[Woman suffrage] is nothing more than a wider application of our ideas of justice and equality. We all believe in the idea of democracy; woman suffrage or the feminist movement is the application of democracy to women.

Mabel Ping-Hua Lee; from “The Meaning of Women’s Suffrage” article of The Chinese Students Monthly, May 1914.
Valiant Women of the Vote

Valiant Women of the Vote; 19th Amendment, August 26, 1920.

March is Women’s History Month, and as decided by the National Women’s History Alliance, its theme for 2020 was Valiant Women of the Vote. In popular knowledge of US history, the women’s suffrage movement of the early 1900s “culminated” in the passage of the 19th Amendment, which gave women the right to vote. However, women of color were excluded from the picture due to racism. The law only guaranteed this right to middle and upper-class white women, mirroring the way that the most visible people of the movement- white feminists- prioritized white supremacy over racial equity, intentionally pushing out and silencing Black, brown, and other suffragists of color (read more about the movement’s racism here).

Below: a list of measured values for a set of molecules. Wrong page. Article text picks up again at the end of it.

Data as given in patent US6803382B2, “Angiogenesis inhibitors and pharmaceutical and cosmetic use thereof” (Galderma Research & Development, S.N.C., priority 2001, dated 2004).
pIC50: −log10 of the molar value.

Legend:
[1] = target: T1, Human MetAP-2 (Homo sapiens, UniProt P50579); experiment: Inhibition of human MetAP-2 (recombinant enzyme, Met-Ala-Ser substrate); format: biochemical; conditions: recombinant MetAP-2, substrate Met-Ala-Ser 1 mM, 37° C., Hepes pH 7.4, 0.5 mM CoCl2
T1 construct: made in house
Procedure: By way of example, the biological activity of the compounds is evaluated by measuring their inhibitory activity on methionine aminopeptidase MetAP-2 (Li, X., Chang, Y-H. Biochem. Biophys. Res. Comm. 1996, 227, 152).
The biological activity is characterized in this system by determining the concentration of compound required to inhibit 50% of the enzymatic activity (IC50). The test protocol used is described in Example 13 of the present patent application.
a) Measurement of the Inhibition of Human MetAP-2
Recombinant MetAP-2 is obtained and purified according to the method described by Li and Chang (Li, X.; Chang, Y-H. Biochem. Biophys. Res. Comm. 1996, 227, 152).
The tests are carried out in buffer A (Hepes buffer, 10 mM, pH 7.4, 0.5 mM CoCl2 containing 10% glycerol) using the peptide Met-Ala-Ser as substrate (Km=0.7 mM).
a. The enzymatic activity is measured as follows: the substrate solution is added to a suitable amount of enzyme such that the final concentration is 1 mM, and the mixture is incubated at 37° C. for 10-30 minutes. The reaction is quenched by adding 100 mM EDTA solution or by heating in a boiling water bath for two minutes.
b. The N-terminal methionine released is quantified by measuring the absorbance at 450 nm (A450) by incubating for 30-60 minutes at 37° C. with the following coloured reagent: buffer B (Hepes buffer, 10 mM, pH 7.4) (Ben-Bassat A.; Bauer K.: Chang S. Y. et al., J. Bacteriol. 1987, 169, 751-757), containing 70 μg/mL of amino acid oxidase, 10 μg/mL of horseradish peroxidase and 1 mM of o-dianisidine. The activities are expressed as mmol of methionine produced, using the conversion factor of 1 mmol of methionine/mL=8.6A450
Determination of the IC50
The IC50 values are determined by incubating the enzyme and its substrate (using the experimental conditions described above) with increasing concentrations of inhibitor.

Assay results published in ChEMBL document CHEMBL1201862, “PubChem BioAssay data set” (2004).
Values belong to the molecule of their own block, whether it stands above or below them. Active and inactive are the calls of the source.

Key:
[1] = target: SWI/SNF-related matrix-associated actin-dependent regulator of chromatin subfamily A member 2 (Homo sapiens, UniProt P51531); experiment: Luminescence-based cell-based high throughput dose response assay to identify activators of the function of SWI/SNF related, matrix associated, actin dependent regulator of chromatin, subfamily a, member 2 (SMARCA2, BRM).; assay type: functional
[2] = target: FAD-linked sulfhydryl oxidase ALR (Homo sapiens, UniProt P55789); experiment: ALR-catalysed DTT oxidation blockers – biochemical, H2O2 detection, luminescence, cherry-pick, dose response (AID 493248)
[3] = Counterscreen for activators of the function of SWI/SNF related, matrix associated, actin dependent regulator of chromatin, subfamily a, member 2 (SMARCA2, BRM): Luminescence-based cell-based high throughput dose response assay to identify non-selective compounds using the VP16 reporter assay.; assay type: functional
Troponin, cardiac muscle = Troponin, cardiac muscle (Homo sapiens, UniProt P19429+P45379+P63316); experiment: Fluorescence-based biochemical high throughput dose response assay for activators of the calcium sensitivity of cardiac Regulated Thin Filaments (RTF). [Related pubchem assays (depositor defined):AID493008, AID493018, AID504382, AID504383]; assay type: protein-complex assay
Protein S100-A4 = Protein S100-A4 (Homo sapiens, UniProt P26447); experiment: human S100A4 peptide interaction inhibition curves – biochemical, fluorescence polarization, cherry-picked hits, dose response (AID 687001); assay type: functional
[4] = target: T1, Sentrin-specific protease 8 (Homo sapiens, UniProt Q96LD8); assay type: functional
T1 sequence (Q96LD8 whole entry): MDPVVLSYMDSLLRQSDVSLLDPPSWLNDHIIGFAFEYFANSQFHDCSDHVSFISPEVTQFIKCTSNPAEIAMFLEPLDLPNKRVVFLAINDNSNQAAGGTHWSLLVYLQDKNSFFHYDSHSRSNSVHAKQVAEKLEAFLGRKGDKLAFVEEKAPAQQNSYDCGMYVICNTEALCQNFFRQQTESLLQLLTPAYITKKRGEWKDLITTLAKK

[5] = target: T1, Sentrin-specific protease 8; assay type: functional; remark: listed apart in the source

Because of the lack of representation of our faces in popular American feminist history, we wanted to highlight one notable suffragist, an ancestor of Asian American activism:

Dr. Mabel Ping-Hua Lee (1896-1966)

Bust portrait of Mabel Lee

Chinese Girl Wants Vote: Miss Lee Ready to Enter Barnard, to Ride in Suffrage Parade.